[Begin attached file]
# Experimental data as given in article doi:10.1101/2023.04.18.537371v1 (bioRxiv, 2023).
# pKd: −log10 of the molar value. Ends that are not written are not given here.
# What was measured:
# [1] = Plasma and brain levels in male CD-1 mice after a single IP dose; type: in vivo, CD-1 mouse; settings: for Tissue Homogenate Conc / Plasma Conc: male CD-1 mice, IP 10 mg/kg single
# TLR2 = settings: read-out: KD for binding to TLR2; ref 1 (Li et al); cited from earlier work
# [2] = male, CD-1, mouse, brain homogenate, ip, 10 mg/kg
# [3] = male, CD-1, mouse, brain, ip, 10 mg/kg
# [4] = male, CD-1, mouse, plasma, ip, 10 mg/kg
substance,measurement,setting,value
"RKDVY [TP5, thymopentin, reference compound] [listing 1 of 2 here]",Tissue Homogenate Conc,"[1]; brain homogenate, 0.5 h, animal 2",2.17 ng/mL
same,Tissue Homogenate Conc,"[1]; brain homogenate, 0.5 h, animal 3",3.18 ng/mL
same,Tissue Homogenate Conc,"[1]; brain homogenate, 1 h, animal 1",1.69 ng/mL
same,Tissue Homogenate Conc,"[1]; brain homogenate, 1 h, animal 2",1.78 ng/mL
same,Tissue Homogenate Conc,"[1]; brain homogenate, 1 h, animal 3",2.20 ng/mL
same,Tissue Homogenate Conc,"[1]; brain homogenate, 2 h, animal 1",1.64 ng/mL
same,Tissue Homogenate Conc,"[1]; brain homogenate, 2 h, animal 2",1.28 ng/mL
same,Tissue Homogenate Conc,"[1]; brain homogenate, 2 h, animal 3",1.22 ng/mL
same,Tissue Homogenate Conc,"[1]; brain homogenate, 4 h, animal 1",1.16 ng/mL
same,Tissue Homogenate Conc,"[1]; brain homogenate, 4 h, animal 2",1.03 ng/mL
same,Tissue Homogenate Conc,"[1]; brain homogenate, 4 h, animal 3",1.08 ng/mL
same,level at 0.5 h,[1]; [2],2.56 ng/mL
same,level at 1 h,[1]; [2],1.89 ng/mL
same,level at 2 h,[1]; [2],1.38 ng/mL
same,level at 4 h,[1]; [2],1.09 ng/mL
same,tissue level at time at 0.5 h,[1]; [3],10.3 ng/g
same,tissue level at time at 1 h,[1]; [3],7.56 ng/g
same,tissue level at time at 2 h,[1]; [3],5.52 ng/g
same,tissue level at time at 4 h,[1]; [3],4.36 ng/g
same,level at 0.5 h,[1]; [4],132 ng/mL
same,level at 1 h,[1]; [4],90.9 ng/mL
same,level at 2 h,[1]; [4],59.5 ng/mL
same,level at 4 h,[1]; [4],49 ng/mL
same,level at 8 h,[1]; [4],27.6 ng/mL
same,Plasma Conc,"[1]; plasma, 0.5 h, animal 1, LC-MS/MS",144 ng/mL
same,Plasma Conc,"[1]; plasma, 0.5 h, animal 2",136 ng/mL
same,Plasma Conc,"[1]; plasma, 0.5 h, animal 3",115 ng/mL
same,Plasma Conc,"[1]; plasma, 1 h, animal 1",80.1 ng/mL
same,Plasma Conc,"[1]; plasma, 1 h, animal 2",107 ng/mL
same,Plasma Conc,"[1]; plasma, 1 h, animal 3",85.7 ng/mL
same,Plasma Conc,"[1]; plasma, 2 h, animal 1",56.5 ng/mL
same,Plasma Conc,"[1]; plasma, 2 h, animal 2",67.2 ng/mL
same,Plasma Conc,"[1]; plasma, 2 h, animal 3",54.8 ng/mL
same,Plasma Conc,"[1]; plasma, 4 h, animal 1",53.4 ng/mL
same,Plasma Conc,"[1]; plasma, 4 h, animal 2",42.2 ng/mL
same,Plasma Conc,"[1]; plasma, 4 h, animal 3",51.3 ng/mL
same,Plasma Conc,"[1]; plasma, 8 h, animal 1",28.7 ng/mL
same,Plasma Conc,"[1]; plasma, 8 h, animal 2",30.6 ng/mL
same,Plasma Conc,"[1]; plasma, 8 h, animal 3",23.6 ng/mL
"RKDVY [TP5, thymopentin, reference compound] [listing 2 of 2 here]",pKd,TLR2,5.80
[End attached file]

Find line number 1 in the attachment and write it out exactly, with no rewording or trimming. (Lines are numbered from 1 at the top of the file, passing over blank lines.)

# Experimental data as given in article doi:10.1101/2023.04.18.537371v1 (bioRxiv, 2023).